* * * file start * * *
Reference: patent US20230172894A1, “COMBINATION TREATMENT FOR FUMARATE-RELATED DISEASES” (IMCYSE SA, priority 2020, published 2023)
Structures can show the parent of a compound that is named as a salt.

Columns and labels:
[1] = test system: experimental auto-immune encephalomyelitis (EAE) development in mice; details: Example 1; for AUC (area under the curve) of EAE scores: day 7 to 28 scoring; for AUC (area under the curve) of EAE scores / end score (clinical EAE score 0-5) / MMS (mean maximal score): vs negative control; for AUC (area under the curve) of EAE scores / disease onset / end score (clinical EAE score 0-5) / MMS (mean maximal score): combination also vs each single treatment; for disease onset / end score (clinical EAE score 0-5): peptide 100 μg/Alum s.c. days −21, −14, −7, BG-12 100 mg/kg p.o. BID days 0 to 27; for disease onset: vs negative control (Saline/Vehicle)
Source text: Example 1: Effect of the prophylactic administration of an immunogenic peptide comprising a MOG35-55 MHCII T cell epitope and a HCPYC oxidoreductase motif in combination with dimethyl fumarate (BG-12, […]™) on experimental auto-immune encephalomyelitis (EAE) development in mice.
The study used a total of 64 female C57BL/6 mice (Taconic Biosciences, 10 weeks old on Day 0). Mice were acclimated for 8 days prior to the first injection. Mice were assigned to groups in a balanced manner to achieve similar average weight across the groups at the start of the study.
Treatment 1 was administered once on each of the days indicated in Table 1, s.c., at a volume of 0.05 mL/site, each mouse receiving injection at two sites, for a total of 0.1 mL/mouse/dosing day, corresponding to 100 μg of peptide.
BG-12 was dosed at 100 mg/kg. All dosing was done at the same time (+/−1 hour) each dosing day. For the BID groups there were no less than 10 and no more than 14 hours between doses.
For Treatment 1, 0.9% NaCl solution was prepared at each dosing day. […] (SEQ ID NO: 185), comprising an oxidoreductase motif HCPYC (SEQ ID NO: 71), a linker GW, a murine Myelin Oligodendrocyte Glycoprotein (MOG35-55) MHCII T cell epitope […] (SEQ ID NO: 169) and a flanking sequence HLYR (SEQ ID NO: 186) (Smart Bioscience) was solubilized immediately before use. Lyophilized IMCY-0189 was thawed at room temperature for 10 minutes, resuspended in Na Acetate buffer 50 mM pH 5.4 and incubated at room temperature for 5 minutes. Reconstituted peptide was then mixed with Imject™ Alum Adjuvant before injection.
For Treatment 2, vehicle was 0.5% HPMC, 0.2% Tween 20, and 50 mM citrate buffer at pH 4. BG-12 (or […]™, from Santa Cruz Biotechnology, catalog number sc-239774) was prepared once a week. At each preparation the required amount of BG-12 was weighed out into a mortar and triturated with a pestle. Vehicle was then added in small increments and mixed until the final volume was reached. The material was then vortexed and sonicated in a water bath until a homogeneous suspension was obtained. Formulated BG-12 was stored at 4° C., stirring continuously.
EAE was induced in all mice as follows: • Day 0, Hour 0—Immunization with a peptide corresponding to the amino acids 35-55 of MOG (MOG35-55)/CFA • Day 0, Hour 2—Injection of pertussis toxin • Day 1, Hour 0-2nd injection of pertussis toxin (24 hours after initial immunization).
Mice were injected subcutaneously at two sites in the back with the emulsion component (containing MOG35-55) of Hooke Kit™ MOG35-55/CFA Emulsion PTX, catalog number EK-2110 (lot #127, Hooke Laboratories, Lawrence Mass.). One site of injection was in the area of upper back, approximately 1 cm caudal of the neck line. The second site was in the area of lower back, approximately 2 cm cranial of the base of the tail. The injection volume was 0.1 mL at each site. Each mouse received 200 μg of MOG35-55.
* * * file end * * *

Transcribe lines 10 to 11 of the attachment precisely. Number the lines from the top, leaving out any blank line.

For Treatment 2, vehicle was 0.5% HPMC, 0.2% Tween 20, and 50 mM citrate buffer at pH 4. BG-12 (or […]™, from Santa Cruz Biotechnology, catalog number sc-239774) was prepared once a week. At each preparation the required amount of BG-12 was weighed out into a mortar and triturated with a pestle. Vehicle was then added in small increments and mixed until the final volume was reached. The material was then vortexed and sonicated in a water bath until a homogeneous suspension was obtained. Formulated BG-12 was stored at 4° C., stirring continuously.
EAE was induced in all mice as follows: • Day 0, Hour 0—Immunization with a peptide corresponding to the amino acids 35-55 of MOG (MOG35-55)/CFA • Day 0, Hour 2—Injection of pertussis toxin • Day 1, Hour 0-2nd injection of pertussis toxin (24 hours after initial immunization).